(8) Instead of the conservative motto, “A fair day’s wage for a fair day’s work,” we must inscribe on our banner the revolutionary watchword, “Abolition of the wage system.”
(9) It is the historic mission of the working class to do away with capitalism. (10) The army of production must be organised, not only for everyday struggle with capitalists, but also to carry on production when capitalism shall have been overthrown. (11) By organising industrially we are forming the structure of the new society within the shell of the old.
Concept 1: Ceaseless struggle
- There can be no peace so long as hunger and want are found among millions of the working people and the few, who make up the employing class, have all the good things of life.
- Between these two classes a struggle must go on until the workers of the world organise as a class, take possession of the means of production, abolish the wage system, and live in harmony with the Earth.
These lines can directly be linked to the opening of the first chapter of The Communist Manifesto “The history of all hitherto existing society is the history of class struggles.”. The idea behind this is simple but with wide reaching consequences. History is divided between the have and the have-nots, those who own the means of production (or auxiliary forms of capital) and those who are doomed to sell their labour to continue to exist. The preamble, however, substitutes Marx’s Proletariat and Bourgeois with Worker and Employer. Why? Coming out of the labour union movement (the IWW came to life as an amalgamation of several trade unions) the IWW wanted to locate its struggle in the workplace. Additionally, worker and employer are much more concrete categories than the abstract Proletariat and Bourgeoise and more relevant to those the IWW is trying to organize.
This dividing line is something the IWW still upholds today by helping us limit who can join the union. Where some trade unions have no problem admitting people at supervisor level and above, the IWW has developed the rule of thumb to bar anyone with hiring and firing power from joining. At that level, a supervisor or a manager becomes part of the employing class as their interest in maintaining their job means their role increasingly depends on squeezing as much surplus value from employees as possible, that is to say, their role becomes aligned with management.
There are other radical subtexts in these sentences. They can either be read as a proclamation of war (class war) or, inversely, as claims that peace itself cannot be achieved unless classes are abolished. War, environmental degradation, and want are direct results of this class division; it is only by the abolition of this division that peace can be achieved. “there can be no peace” = “there will be no peace (because we won’t allow it)” or = “it is impossible for peace to exist under these conditions”.
This concept of a ceaseless struggle may be obvious, but it is extremely distinct from forms of individualist anarchists and post-anarchists (who derive a lot of their theories from individual anarchists such as Max Stirner). For them, struggling against power structures does nothing but reinforce their existence and constrain the type of activities they can take. The only way to effectively fight against power structures then is not to confront them, but to build practices that exist outside of them. This can come in the form of counterculture or autonomous spaces. What these theories obviously neglect is that ignoring power structures doesn’t make them go away even if it may provide some level of reprieve. Individual anarchists and post-anarchists do have a fair point in warning that a direct confrontation with power has a tendency in corrupting movements by focusing solely on the attainment of power, reducing social transformation to an afterthought.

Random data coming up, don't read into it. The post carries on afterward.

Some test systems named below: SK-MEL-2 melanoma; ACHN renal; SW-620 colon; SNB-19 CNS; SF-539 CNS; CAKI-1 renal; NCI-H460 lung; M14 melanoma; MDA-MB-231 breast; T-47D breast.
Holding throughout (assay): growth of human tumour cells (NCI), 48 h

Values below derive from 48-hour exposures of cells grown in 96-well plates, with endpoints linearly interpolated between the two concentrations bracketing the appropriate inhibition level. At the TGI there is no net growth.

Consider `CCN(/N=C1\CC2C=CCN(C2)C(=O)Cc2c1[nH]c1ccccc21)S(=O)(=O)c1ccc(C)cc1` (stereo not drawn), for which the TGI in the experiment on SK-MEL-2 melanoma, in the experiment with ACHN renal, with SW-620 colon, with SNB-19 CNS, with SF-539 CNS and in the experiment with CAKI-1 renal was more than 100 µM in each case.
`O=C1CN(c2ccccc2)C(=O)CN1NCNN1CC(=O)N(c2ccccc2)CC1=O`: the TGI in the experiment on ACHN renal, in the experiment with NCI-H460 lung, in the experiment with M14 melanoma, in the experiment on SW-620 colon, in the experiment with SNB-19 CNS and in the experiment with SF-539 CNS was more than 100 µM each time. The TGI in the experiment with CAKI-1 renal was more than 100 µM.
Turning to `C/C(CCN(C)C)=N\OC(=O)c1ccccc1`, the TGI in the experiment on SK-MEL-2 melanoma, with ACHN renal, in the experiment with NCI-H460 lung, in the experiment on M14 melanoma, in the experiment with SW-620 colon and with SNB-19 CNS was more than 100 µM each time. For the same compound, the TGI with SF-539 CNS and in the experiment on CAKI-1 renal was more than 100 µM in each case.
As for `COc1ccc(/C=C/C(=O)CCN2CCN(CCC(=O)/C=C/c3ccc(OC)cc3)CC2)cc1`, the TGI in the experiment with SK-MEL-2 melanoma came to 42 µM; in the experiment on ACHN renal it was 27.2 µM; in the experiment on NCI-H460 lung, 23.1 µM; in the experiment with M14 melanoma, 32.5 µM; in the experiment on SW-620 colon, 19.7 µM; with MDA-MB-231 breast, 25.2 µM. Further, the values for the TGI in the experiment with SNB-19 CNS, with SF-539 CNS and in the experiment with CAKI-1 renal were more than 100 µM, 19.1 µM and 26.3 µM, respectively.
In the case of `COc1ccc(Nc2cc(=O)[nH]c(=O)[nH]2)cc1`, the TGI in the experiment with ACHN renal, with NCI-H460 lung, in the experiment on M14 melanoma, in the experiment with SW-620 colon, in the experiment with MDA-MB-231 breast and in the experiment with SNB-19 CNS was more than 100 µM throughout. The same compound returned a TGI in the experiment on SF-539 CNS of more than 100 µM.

Concept 2: Rejection of Mediation
1.) The working class and the employing class have nothing in common.
6.) Moreover, the trade unions aid the employing class to mislead the workers into the belief that the working class have interests in common with their employers.
This is a very important one and ties very closely to Concept 1. The IWW here claims that trade unions are not representatives of the working class (they are no longer strong enough (sentence 4) or are too fragmented to be representative (sentence 5). Instead of being representative of the working class, trade unions have become mediators between the two classes. They have succumbed to institutionalisation or bureaucratization and are now more concerned with maintaining themselves as institutions under capitalism (with the recognition and blessing of the capitalist state) than representing the needs of the working class.
For the IWW, this refusal of mediating institutions extends beyond trade unions but to the institutions of the capitalist state itself. This is why our constitution rejects any sort of political affiliations and officers cannot hold office in political parties or other trade unions. If they do, they can potentially be co-opted by the state.